|PAIM, TIAGO - University Of Brasilia|
|Hay, El Hamidi|
|Wilson, Carrie - Welsh|
|THOMAS, MILT - Colorado State University|
|PAVIA, SAMUEL - Embrapa|
|MCMANUS, CONCEPTA - University Of Brasilia|
Submitted to: Genetic Selection Evolution
Publication Type: Peer Reviewed Journal
Publication Acceptance Date: 12/19/2020
Publication Date: 1/21/2020
Citation: Paim, T., Hay, E.A., Wilson, C.S., Thomas, M., Kuehn, L.A., Pavia, S.R., McManus, C., Blackburn, H.D. 2020. Dynamics of genomic architecture during composite breed development in cattle. Genetic Selection Evolution. 51(2):224-234. https://doi.org/10.1111/age.12907.
Interpretive Summary: Hybridization is an important tool for conserving genetic diversity across life forms and increasing productivity among agronomic species. Cattle breeding routinely uses hybridization between the subspecies (B. taurus and B. indicus) to form new breeds like Brangus, which creates a unique opportunity to evaluate the hybridization process across generations of newly formed populations. Using high dense genotyping, we follow the evolution of the hybrid and evaluated its emerging significant genetic structure. We observed an uneven distribution of the founder contributions on various chromosomes and/or specific genomic regions. Therefore, evolutionary events (such as drift, selection and complementarity) are likely shaping the genetic architecture of hybrids promoting this differential composition in the subspecies and the emergence of a uniquely different population. These results can be used by breed associations to better plan strategic breeding goals and marketing strategies.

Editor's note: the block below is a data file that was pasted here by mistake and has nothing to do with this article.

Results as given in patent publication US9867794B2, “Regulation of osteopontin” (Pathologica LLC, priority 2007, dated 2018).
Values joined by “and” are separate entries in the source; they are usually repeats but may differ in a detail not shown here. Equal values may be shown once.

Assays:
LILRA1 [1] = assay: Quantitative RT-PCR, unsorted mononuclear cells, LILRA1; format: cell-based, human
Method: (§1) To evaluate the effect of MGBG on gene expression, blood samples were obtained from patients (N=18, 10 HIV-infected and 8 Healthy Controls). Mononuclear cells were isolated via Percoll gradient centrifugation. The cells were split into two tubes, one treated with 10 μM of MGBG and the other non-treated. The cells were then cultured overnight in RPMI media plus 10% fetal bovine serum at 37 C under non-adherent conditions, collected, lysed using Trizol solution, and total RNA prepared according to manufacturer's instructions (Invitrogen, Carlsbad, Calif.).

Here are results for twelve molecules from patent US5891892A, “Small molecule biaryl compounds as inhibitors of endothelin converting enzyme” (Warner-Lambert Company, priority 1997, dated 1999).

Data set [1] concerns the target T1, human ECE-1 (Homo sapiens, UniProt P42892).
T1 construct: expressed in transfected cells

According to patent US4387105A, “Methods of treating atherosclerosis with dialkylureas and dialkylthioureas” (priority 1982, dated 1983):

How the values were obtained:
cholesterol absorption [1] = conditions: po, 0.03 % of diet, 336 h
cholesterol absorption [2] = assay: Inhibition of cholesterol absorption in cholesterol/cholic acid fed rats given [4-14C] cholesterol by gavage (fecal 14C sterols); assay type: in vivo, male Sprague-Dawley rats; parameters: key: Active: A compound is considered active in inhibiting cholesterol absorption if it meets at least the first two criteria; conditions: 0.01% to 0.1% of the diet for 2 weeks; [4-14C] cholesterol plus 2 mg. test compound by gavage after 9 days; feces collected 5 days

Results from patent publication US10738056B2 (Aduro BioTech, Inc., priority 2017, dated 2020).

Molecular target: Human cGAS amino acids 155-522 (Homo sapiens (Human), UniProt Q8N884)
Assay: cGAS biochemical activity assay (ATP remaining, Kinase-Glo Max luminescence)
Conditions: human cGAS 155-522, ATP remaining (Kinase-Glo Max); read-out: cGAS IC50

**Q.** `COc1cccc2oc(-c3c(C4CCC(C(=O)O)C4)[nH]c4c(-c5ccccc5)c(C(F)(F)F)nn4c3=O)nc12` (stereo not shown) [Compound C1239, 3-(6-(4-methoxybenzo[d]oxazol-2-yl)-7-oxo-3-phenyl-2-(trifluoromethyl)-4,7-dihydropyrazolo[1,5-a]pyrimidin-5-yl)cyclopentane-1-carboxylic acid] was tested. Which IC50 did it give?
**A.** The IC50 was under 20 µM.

Technical Abstract: Livestock breeds and threatened species face similar challenges of reduced genetic variation, increased inbreeding and potentially inbreeding depression due genetic drift and selection. Hybridization is useful in extreme cases for conservation biology to perform genetic rescue of highly inbred populations. In livestock, hybridization for formation of new breeds has been used to increase environmental adaptation and productivity. In this study, we used, as proof of concept, Brangus cattle breed, an indicine/taurine hybrid, through the first nine generations after the hybrid was formed. The objective was to understand how the hybridization process and subsequent generations of the new population alters allelic combinations among chromosomes. Furthermore, we explored the genomic regions with deviations from the expected subspecies composition and related these regions to traits under selection. After five generations of inter se mating, a new genetic profile for the breed was identified, showing how complementarity, genetic drift and selection form new genetic groups. We observed that Brangus had 70.38% taurine composition, differing from the expected breed composition of 62.5%. Moreover, some chromosome regions showed different subspecies composition when compared with the whole genome. Sex chromosomes were predominantly taurine. Therefore, we highlighted how complementarity and selection can act on favorable haplotypes coming from the founder breeds and how this contributes to shape the genetic architecture of the new hybrid. Understanding and evaluating the hybridization process at the genomic level can be a powerful tool for livestock and conservation biology.